Southern California's recent wildfires should be a wake-up call, spurring us to improve how we guard against, fight, and recover from these massive blazes.
The stakes are high. This year's fires scorched more than 500,000 acres, killed 10, injured 130 and destroyed more than 2,000 homes. Damage is estimated to top $2 billion.
Most of these fires are out now, but all the evidence suggests the wildfire risk is increasing.
Global warming is real, extending droughts and fire season. Fires burn hotter and with more ferocity. That means more deaths, more lost homes and higher firefighting costs. The risks are compounded by population growth in wildfire areas; California alone has more than 5 million homes in this so-called “wildland-urban interface.”
So, what to do?
First, we must ensure enough federal funding to fight next year's wildfires – a difficult task thanks to a record fire season this year that strained federal firefighting coffers.
As a critical first step, I worked with Rep. Jerry Lewis, R-Redlands, and Norm Dicks, D-Wash., to secure $500 million in funding for emergency fire suppression, risk-reduction and recovery needs. I hope and expect that much of this money will be spent in Southern California.
Second, we must investigate what happened in these recent blazes, particularly the federal, state and local response.
To this end, the Senate Interior Appropriations Subcommittee, which I chair, will hold a field hearing in San Diego today. I will be joined by Sen. Wayne Allard, R-Colo., the subcommittee's ranking member.
Together, we will gather critical facts on how and why these devastating wildfires happened. Our hope is that this vital information will point the way forward – to stronger fire prevention, firefighting and aid that gets fire victims back on their feet.
Third, it is vital that we step up efforts to reduce the hazardous fuels – such as dead and dying trees – that feed these conflagrations.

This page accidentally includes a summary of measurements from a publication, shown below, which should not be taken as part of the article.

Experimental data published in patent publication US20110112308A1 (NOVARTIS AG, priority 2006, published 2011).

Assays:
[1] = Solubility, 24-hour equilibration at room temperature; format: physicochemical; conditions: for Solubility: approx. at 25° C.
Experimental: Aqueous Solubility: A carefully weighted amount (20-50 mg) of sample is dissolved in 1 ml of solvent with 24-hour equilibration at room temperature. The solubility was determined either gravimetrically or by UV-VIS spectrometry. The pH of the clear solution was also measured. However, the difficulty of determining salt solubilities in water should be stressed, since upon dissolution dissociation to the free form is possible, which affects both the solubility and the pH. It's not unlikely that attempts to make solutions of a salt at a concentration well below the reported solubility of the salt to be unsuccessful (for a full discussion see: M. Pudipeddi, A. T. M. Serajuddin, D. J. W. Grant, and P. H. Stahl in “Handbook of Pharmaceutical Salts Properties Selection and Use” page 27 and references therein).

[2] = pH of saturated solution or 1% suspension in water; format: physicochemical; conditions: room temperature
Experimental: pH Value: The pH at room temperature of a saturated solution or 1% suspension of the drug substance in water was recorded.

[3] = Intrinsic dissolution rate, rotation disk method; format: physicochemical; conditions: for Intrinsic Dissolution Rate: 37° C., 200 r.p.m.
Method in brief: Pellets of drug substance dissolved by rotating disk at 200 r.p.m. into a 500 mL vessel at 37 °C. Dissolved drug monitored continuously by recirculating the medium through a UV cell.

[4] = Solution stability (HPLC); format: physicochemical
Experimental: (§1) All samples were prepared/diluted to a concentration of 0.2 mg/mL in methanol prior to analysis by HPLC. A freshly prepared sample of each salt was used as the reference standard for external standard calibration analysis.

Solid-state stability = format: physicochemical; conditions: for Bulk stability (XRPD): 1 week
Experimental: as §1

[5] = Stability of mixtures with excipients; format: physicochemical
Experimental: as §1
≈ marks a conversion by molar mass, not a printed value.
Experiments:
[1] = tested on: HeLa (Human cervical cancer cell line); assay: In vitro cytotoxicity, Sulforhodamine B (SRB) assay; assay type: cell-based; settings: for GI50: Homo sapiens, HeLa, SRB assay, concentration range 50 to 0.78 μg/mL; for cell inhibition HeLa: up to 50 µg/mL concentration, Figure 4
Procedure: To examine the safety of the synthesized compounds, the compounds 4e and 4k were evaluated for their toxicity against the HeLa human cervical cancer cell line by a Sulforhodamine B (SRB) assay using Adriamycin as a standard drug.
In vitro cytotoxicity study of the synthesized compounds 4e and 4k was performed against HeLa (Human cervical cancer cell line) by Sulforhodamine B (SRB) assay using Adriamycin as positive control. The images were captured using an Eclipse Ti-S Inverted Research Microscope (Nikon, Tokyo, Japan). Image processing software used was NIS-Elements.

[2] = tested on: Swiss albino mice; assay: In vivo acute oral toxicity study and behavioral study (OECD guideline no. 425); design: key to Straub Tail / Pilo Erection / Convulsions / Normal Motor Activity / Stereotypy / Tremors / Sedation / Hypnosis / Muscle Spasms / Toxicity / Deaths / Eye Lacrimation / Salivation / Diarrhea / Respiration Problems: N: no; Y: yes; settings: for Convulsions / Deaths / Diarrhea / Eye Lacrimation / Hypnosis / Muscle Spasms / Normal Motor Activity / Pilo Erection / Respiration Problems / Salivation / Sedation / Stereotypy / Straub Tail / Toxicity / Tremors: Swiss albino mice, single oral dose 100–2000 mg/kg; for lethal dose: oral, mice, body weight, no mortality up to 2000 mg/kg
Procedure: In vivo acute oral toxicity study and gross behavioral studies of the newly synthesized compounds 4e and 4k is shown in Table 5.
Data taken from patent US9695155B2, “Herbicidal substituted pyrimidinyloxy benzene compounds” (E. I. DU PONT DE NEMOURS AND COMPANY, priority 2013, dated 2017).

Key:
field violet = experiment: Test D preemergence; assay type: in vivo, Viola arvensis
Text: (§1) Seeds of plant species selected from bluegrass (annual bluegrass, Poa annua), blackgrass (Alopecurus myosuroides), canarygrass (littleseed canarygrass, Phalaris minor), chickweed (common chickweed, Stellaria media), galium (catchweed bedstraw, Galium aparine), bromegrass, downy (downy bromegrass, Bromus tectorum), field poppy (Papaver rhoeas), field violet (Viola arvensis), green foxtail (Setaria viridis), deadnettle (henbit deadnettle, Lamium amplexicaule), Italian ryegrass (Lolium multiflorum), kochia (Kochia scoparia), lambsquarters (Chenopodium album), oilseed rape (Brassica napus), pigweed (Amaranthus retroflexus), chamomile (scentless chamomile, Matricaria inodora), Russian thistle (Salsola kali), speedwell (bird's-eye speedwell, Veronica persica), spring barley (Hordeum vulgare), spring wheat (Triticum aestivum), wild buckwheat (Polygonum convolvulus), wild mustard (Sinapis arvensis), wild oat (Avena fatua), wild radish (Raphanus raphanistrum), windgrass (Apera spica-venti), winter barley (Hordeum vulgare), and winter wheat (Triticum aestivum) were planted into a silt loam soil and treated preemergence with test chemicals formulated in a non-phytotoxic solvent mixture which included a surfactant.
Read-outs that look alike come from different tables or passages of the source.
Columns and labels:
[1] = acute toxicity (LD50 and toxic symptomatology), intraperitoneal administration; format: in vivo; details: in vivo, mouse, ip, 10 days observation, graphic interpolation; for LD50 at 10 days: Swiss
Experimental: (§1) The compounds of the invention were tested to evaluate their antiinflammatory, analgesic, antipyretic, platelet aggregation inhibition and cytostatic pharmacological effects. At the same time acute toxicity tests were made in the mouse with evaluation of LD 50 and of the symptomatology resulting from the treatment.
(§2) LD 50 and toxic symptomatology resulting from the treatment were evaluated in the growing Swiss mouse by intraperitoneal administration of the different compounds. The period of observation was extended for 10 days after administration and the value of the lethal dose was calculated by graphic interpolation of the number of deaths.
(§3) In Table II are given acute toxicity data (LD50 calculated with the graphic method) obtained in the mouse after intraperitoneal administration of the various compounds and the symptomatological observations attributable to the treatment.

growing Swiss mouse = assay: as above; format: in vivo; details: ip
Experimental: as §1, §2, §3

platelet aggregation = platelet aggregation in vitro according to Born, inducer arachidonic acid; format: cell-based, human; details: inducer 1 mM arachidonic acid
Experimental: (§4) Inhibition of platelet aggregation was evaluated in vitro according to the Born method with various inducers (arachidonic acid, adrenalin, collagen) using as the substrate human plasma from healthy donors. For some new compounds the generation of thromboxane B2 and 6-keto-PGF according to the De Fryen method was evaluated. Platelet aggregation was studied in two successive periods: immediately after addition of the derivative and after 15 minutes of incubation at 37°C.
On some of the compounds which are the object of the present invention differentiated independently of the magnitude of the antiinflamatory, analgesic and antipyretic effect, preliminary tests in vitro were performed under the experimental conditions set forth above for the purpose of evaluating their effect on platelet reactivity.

After wildfires swept Southern California in 2003, Congress authorized $760 million a year to remove hazardous fuels. But actual spending has fallen short. This year's Senate appropriations bill directs $528 million toward removing hazardous fuels. That's roughly $34 million more than the president asked for, but short of what's needed.
A legislative package I recently introduced includes grant programs to help states and local governments increase this important work. It also builds on the example of several communities that have shown that wildfire risk can be significantly reduced. Two examples:
In Rancho Santa Fe, strict new building and fire codes, and regular inspections, saved many homes in the path of the Witch Creek fire.
No homes in Stevenson Ranch near Santa Clarita were damaged in the Magic fire – partly due to the community's commitment to clearing brush to at least 200 feet from homes.
These “best practices” need to go in the toolbox of every local government in California. The best way to achieve this is through the Fire Safe Community Act, which I hope Congress passes soon.
Among other things, it would create a national “fire safe” ordinance, to set national standards for building codes, “defensible space” around homes and hazardous fuels reduction.
As an incentive, communities that adopt this model ordinance would be eligible to have the federal government pay up to 90 percent of their costs of fighting wildfires.
Fourth, we need to ensure that military aircraft are put in the air quickly when wildfires strike.
There have been reports that bureaucratic red tape may have delayed deployment of military airplanes and firefighters during these recent wildfires. This is unacceptable, and finding out exactly what happened is a top goal of my San Diego trip.
This much I know already: Both the Department of Defense and the California Department of Forestry and Fire Protection need to work together to produce clear and unambiguous guidelines on the deployment of military aircraft – before the next big fire hits.
Finally, we need to improve aid to fire victims.
Many homeowners are now learning the costs of rebuilding outstrip their insurance coverage. And some residents – homeowners and renters alike – are economically devastated by this disaster
Today, the Federal Emergency Management Agency can provide roughly $28,000 to households whose rebuilding insurance falls short. I believe this should be increased to $50,000.
We also need to reinstitute a FEMA program, discontinued several years ago, to provide mortgage and rental assistance, for a limited time, to households on the brink of financial ruin – for example, facing imminent foreclosure.
It is bad enough that our fellow citizens have been hit by natural disaster. We cannot allow this to turn into economic disaster as well.
As Californians, we know wildfires are a question of when, not if. So we must all rise to this challenge – and do all we can to reduce the risk, and ensure we are better prepared to fight and recover from the next great fire.